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Gem of a scam: How Nirav Modi used fake LoUs to defraud PNB of about Rs 11,400 crore

An LoU is a guarantee by the issuing bank to the receiving bank and the companies that it would undertake to pay a certain amount of money on a specific date.

twitter-logoRajeev Dubey | February 16, 2018 | Updated 09:33 IST
Gem of a scam: How Nirav Modi used fake LoUs to defraud PNB of about Rs 11,400 crore

A set of bank officials in connivance with businesses owned by flamboyant diamond and jewellery merchant Nirav Modi exploited information gaps and lax processes in India's second largest PSU bank, Punjab National Bank, to defraud it of money that may add up to $1.77 billion, or Rs 11,345 crore.

Possibly, the amount may be even higher if the modus operandi employed in this fraud is being used in other banks as well. PNB has written to 30 banks as soon as it discovered the fraud explaining the modus operandi, asking them to investigate if they have faced similar frauds. The final number may be known only after the investigation at PNB and these 30 banks is over.

PNB discovered that at least 2 individuals, deputy manager Gokulnath Shetty and clerk Manoj Kharat, from its Brady House branch in Mumbai repeatedly issued Letters of Undertaking (LoU) to Nirav Modi's companies and their banks without following the processes, without securing cash reserve or collateral and without recording the transactions in the bank's core banking software, the system on which the banks's financial transactions are run and recorded. An LoU is a guarantee by the issuing bank to the receiving bank and the companies that it would undertake to pay a certain amount of money on a specific date.

Modi and his companies leveraged those LoUs in Hong Kong to secure buyers' credit from the local branches of Allahabad Bank (estimated to be Rs 2,000-2,200 crore), Union Bank (about Rs 2,000-2,300 crore), Axis Bank (about Rs2,000 crore) and State Bank of India (Rs 960 crore), among others. Between five-six Hong Kong branches of Indian Banks (Allahabad Bank, Axis Bank, Union Bank of India, Bank of India and State Bank of India) are believed to have issued buyers' credit against these LoUs.

These suspect bank officials issued the LoUs and informed these branches via the international cash transfer service called SWIFT (Society for Worldwide Interbank Financial Telecommunication) which connects all international banks worldwide. However, exploiting the information gap-and the fact that unlike other Indian banks PNB had not integrated its SWIFT network with the bank's core banking network- they chose not to record these transactions in the bank's own system.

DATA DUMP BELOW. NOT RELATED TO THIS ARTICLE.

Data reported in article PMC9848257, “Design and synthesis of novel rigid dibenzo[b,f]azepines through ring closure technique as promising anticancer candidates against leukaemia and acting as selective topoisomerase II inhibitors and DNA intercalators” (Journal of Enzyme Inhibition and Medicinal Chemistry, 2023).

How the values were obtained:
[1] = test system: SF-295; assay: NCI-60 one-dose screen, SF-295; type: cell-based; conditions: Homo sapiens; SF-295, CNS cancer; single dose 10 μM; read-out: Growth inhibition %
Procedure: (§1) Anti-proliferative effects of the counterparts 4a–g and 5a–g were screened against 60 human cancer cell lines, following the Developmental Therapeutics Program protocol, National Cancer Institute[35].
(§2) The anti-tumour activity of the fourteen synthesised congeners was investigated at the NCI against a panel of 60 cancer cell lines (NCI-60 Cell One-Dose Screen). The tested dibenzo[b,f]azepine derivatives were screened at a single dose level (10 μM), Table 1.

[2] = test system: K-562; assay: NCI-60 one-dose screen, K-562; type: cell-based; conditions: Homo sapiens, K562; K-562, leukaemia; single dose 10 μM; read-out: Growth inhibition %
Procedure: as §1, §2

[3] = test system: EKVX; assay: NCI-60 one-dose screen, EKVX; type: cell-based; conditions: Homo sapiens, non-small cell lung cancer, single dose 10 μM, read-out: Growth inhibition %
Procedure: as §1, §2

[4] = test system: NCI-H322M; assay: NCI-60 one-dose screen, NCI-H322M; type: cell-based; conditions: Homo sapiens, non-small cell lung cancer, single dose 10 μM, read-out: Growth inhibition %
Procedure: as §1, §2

While Shetty retired in May, 2017, PNB has, meanwhile, suspended 10 officials after its prepreliminary investigation. PNB managing director Sunil Mehta says it approached CBI on January 29 after it detected the fraud. "The fraud was detected in the third week of January and a case was filed with CBI," Mehta said. The fraudulent LoUs were discovered when Modi's companies Solar Exports, Stellar Diamonds and Diamonds R US asked PNB for buyers' credit in mid-January.

The bank official handling the forex desk told them that since they didn't have pre-sanctioned limits, they should provide cash margins or collateral. To that the companies responded by saying that they had been availing the buyers credit in the past. PNB began investigating it at this point. PNBs first complaint was filed on January 29 with the CBI mentioning it as a Rs 280 crore fraud. However, on February 14 it issued another statement saying it detected fraud of $1.77 billion (Rs 11,300 crore).

Observers suspect round-tripping of funds raised from one bank being used to pay up buyers' credit for the other bank in this modus operandi. Over 150 such LoUs were issued since the first one was fraudulently issued in 2011. Interestingly, while an LoU expires in 90-180 days, these bank officials are believed to have rolled them over after each expiry, as a result the fraud lay undetected for over 7 years. In a letter to PNB, Modi is believed to have asked for six months to pay Rs5,000 crore due from him. Since the buyers' credit has been issued against PNB's LoUs, the bank is liable to pay for any shortfall, non-payment by Modi and his companies. PNB's managing director said the bank will honour every payment owed to these banks.

The Enforcement Directorate has raided various premises of Nirav Modi belonging to his entities-Firestar Diamonds, Stellar Diamonds, Find Diamond R US and Solar Exports- all across the country and have seized diamonds, precious stones and jewellery worth an estimated Rs5,100 crore. Nirav Modi, his wife Ami (a US citizen), his brother Nishal (a Belgian citizen) as well as his uncle Mehul Choksi, promoter of Gitanjali Gems, fled the country between January 1 and January 6. Nirav Modi was last spotted at Davos where he appeared for a photo opportunity with PM Narendra Modi right after his address at the World Economic Forum on January 23.



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